This weekend I did a little project that changed the look of our deck and opened my eyes to the amazing transformative power of fabric and pattern, even when no sewing is involved.

I’ve had some oilcloth (aka laminate, see footnote for detail*) lying around for years. I bought it for a project that’s long past overdue. I intended to re-cover some outdoor chairs; I don’t even know where those chairs are anymore (at some thrift shop? the landfill?). So the oilcloth has been sitting in a closet, moved from home to home, and gotten a little crinkly in the way a stash does.

Then this weekend I decided to experiment. I have a little wood table that we keep outside; clearly it’s not supposed to get rained and snowed on, so it doesn’t look great.

But it is a perfect side table for an outdoor reading nook/lounging area on our deck, someplace away from the dining table and grill. So, I set up the table with a couple chairs — and then pondered how to brighten up such a drab space.

Oilcloth to the rescue!

My initial idea was to use the fabric to make a cover with elastic edges, so I could pop it on and take it off at will. I thought the old, closeted oilcloth would just be a test case, then I could buy some new oilcloth once I’d perfected the measurements.

But as it turns out, I love this good ol’ oilcloth from the stash, and it has completely transformed a drab little outdoor corner of the deck… without any sewing at all!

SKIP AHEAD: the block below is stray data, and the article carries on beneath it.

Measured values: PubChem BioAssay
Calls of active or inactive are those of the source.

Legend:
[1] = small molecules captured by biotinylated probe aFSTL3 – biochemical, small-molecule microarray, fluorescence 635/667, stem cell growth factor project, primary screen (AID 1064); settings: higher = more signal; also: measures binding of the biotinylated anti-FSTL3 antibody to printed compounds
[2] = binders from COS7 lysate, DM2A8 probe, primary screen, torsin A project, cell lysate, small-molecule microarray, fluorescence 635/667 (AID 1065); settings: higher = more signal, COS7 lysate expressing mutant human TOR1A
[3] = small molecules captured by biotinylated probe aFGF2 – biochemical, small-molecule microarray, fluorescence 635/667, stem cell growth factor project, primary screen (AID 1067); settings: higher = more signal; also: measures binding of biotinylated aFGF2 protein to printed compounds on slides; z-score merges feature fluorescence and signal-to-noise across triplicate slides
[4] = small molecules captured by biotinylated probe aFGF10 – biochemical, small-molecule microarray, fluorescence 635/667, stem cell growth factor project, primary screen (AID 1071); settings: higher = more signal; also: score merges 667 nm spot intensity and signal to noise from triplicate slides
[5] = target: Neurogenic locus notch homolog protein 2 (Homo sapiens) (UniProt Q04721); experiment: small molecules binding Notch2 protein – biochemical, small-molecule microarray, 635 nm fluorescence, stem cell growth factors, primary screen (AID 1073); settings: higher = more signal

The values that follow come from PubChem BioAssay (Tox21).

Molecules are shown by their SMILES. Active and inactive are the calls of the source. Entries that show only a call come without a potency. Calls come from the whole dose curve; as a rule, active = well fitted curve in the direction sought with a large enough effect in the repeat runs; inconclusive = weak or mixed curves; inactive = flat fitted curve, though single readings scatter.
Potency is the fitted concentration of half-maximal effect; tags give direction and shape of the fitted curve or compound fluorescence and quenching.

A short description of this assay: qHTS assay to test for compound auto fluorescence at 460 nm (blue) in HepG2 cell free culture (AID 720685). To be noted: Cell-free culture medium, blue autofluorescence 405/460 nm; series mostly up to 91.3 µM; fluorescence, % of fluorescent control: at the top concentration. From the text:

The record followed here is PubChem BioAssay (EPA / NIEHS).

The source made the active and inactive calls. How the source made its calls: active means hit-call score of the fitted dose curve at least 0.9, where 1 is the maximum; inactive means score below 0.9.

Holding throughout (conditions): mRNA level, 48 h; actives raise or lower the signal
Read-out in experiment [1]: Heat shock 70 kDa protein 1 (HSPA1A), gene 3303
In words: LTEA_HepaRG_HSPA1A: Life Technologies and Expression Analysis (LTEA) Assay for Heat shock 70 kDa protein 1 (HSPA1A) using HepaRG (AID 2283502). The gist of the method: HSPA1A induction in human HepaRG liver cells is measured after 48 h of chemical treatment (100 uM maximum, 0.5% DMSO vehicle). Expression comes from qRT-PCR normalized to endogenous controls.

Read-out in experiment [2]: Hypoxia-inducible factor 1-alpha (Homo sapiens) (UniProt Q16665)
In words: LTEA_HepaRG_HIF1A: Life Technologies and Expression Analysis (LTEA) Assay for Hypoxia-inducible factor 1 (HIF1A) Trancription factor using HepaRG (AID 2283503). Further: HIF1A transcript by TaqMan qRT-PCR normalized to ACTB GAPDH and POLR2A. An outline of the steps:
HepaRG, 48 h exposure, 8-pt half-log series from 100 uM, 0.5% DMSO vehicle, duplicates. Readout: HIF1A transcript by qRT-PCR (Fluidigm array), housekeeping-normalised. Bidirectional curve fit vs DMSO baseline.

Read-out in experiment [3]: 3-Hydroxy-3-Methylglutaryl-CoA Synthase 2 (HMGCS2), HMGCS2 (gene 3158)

I love the look so much that I’m going to sew cushions to match the bright colors in the tablecloth.

Until this weekend, I never thought that something as simple as a yard of oilcloth — unsewn — could completely change the look of my backyard. Yes, it’s incredibly easy (maybe even a no-brainer, even though it got my brain going a little bit). So I want to share this with others – and I’m calling it a tutorial in case you need a little help along the way.

* Just a quick note: I use the terms oilcloth and laminate interchangeably, but they are not the same. The two are made differently, and I suggest you research what you’re using before buying any laminate fabric, particularly if you’re going to eat off of it.


Note: You can only get away with this no-sew if your table is smaller than the width of your oilcloth; that can vary, so go to your local quilt shop to check out the options.


1 yard (or more, depending on the size of your table) oilcloth or other laminated fabric


Sharpie pen

Measuring implement (ruler, tape measure)

First, measure your table. If it’s circular like mine, measure the diameter of the table. If it’s rectangular, measure all sides.

Flip the oilcloth over and draw your pattern on the wrong side of the fabric.

Flip your oilcloth over. Measure and outline a circle (or rectangle) that is 5 inches bigger than the dimensions of your table. Draw in Sharpie or some other dark pen.

Cut out the piece you just drew. Voila — oilcloth tablecloth! Drape it over the table and weigh it down with a decorative centerpiece (for example, the lantern above).

Tomorrow, I will post some of my favorite oilcloth patterns — ones I would have bought anew if I hadn’t had this stuff in my stash.

– Kristina